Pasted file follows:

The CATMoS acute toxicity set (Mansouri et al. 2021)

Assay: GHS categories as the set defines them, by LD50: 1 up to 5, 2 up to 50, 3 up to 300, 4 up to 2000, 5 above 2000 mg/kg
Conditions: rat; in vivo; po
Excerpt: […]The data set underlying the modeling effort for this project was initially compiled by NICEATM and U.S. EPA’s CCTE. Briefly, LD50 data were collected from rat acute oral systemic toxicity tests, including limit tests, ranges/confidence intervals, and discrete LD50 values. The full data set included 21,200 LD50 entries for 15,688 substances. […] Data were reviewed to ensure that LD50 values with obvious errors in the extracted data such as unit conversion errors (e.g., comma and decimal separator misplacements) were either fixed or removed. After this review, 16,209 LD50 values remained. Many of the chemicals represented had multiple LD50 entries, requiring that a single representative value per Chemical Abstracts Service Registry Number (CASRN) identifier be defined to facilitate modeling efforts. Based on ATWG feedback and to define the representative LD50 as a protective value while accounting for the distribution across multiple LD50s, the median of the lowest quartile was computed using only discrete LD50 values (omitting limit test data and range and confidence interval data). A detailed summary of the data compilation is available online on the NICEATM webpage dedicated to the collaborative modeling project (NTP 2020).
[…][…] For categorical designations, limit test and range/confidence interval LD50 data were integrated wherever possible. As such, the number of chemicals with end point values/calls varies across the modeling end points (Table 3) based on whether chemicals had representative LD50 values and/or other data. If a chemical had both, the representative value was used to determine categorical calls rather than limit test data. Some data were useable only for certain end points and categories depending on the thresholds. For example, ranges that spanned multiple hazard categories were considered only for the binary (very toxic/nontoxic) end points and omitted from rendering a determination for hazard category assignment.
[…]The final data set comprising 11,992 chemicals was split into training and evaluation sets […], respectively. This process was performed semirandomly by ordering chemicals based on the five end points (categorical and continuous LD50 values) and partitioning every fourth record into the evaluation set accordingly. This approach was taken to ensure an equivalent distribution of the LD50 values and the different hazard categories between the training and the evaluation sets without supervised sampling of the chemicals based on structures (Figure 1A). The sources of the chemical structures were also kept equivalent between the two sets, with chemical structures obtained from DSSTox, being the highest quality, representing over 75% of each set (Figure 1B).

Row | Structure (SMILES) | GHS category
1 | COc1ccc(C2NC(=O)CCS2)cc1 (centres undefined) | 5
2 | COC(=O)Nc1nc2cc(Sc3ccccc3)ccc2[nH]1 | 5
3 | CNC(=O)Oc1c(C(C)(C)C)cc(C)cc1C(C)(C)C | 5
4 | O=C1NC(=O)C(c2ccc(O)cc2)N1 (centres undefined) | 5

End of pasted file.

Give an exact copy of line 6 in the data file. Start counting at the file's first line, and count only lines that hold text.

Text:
[…]The final data set comprising 11,992 chemicals was split into training and evaluation sets […], respectively. This process was performed semirandomly by ordering chemicals based on the five end points (categorical and continuous LD50 values) and partitioning every fourth record into the evaluation set accordingly. This approach was taken to ensure an equivalent distribution of the LD50 values and the different hazard categories between the training and the evaluation sets without supervised sampling of the chemicals based on structures (Figure 1A). The sources of the chemical structures were also kept equivalent between the two sets, with chemical structures obtained from DSSTox, being the highest quality, representing over 75% of each set (Figure 1B).